The latest on the debt ceiling standoff in Congress

By Melissa Macaya, Veronica Rocha and Mike Hayes, CNN

Updated 8:10 PM ET, Wed October 6, 2021
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7:28 p.m. ET, October 6, 2021

McConnell says talks continue to finalize measure to extend debt ceiling

From CNN's Ted Barrett 

Senate Minority Leader Mitch McConnell said talks are continuing to finalize language on a measure to extend the debt ceiling for two months.

“We’re trading paper, which you always do at this point,” he said when asked about the status of the talks.

McConnell would not say if he thought a deal would be reached tonight.

"I could not predict that,” he said.

McConnell also indicated negotiations would continue tonight on the phone. 

5:25 p.m. ET, October 6, 2021

Debt deal still being drafted into legislation, Democratic senator says

From CNN's Ted Barrett

Sen. Debbie Stabenow, who is a member of the Democratic leadership, said the proposal from Senate Minority Leader Mitch McConnell to stave off temporarily the debt ceiling deadline is still being drafted into legislative language and could be voted on later Wednesday or Thursday. 

“At this point we have no language. There is an idea, there is a proposal, (but) there is no proposal in writing,” the Michigan lawmaker said. 

She said she didn’t know if the agreement would suspend the debt ceiling until December or provide an exact value it was being raised to, an issue that has been a sticking point.

Stabenow was pleased the debt crisis was being pushed until December, saying it would give Democrats more time to work on their Build Back Better agenda.

She also acknowledged the potential for a fiscal cliff as the debt bill and government funding may both be expiring that month.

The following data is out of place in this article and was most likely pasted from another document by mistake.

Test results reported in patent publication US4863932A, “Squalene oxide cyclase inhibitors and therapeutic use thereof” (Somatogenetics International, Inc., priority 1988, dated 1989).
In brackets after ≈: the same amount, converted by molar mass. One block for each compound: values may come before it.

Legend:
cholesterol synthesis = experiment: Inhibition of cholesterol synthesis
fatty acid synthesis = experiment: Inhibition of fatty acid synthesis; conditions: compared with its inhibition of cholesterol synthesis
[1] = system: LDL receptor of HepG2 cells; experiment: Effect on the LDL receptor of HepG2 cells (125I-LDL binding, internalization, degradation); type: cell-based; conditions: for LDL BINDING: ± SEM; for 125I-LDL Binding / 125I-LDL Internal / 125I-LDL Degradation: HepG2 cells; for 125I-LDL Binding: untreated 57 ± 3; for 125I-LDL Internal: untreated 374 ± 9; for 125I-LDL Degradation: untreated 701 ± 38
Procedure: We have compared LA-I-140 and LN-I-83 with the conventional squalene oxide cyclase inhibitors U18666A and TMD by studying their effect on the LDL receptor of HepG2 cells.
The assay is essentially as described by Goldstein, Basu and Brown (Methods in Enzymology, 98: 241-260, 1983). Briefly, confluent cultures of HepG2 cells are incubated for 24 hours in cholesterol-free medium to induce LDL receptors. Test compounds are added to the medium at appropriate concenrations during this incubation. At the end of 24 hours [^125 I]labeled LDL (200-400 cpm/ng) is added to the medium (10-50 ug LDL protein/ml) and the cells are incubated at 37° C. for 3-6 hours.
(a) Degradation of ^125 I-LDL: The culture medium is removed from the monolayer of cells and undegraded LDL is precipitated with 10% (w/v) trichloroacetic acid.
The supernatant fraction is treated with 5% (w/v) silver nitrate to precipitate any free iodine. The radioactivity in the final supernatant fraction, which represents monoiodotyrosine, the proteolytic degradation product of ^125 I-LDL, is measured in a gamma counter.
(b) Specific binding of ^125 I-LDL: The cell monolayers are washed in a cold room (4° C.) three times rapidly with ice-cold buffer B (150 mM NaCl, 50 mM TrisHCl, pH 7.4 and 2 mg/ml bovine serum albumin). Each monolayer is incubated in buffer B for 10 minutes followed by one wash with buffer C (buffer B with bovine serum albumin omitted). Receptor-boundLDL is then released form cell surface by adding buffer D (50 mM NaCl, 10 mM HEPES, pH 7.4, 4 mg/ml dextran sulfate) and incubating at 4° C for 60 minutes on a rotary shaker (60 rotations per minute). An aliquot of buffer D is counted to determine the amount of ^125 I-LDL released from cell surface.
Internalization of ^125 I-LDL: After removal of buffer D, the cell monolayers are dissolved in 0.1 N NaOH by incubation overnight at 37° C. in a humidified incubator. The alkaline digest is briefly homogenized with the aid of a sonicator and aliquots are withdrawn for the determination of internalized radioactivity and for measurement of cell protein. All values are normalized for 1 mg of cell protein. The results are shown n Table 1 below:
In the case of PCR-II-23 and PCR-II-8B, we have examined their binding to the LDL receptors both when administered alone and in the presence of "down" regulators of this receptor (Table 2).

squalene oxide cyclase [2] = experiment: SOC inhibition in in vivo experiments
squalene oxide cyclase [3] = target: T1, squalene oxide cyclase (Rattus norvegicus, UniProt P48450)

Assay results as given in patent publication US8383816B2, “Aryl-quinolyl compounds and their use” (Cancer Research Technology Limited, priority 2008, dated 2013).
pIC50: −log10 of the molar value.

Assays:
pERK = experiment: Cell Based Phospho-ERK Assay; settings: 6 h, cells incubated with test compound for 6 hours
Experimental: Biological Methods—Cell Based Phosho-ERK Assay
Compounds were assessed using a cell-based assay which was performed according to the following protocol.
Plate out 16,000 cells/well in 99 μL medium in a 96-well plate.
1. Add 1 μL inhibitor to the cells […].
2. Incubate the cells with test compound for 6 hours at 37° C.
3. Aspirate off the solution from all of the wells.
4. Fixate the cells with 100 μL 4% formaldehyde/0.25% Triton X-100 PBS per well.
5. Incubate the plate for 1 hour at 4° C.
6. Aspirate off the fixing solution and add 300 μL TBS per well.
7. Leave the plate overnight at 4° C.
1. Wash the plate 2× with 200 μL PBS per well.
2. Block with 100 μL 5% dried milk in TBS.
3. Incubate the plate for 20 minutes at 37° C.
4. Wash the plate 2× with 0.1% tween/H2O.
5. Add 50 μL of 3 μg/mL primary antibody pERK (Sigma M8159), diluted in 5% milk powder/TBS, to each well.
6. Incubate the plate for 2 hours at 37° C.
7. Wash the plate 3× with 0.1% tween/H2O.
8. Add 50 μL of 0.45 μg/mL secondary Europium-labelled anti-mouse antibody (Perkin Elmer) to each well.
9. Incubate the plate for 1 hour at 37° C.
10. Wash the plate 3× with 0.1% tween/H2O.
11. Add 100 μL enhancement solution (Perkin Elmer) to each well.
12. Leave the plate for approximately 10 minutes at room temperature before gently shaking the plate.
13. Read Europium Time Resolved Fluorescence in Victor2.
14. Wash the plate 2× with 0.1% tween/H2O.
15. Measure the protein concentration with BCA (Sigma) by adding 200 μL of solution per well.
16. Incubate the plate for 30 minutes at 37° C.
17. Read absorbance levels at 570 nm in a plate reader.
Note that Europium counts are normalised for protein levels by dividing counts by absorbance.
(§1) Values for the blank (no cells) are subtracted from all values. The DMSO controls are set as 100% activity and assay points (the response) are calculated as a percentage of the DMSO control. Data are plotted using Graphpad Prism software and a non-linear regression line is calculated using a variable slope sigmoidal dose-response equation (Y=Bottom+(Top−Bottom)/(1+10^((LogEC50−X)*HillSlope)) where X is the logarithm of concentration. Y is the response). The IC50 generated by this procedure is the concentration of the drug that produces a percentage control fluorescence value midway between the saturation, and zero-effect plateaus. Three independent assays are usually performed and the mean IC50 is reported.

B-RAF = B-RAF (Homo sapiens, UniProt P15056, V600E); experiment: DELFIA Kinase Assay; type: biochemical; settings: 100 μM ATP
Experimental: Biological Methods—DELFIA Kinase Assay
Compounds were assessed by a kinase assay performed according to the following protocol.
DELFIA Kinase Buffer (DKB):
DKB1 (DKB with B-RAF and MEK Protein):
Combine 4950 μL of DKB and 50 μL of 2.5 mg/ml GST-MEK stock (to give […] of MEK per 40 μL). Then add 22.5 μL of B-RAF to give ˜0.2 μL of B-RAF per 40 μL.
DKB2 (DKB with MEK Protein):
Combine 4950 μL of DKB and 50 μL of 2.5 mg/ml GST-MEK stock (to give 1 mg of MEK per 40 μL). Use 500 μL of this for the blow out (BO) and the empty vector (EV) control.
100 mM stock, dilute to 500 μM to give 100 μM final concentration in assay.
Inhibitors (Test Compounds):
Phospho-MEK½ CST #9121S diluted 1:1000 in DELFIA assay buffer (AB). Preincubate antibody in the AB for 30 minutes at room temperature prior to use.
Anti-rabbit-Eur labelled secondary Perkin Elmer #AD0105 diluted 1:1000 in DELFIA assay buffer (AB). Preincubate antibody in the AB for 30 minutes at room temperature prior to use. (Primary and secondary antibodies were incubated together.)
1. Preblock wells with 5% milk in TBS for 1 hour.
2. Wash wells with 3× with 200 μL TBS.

5:02 p.m. ET, October 6, 2021

Democrats say a short-term increase of debt ceiling will give them time to finish their agenda

From CNN's Manu Raju

Several Democratic senators emerged from their caucus meeting, saying that a short-term increase of the debt ceiling will help them finish the work on President Biden's domestic agenda without the threat of an economic collapse.

But they don't want to use the budget reconciliation process because doing so would force them to go through at least one additional round of a "vote-a-rama" — a marathon series of votes that are often used to put senators in a difficult political spot. Also using the budget process would force Democrats to specify the amount they'd raise the debt limit by — rather than just suspending the debt limit.

Democrats say they're concerned about the precedent that would be set by raising the debt limit through this tedious process.

"There's not going to be reconciliation," said Sen. Bernie Sanders, chairman of the Budget Committee.

Asked how they would raise the debt ceiling before December, Sanders said, "We'll see. Around here two months is a lifetime."

Also, Democratic Sens. Kyrsten Sinema and Joe Manchin did not address the caucus, but Democrats don't believe they have the votes yet to gut the filibuster to raise the debt ceiling.

"Right now, it's unclear," Democratic Sen. Chris Murphy said when asked if they'd have the votes to gut the filibuster.

4:29 p.m. ET, October 6, 2021

Democrats likely to accept short-term debt ceiling increase, senator says

From CNN's Ali Zaslav and Lauren Fox

Democratic Sen. Chris Coons, a close ally of President Biden, told CNN that while the caucus was still meeting, his overwhelming impression was that Minority Leader Mitch McConnell had blinked and Democrats would look to push ahead with a short-term increase of the debt limit.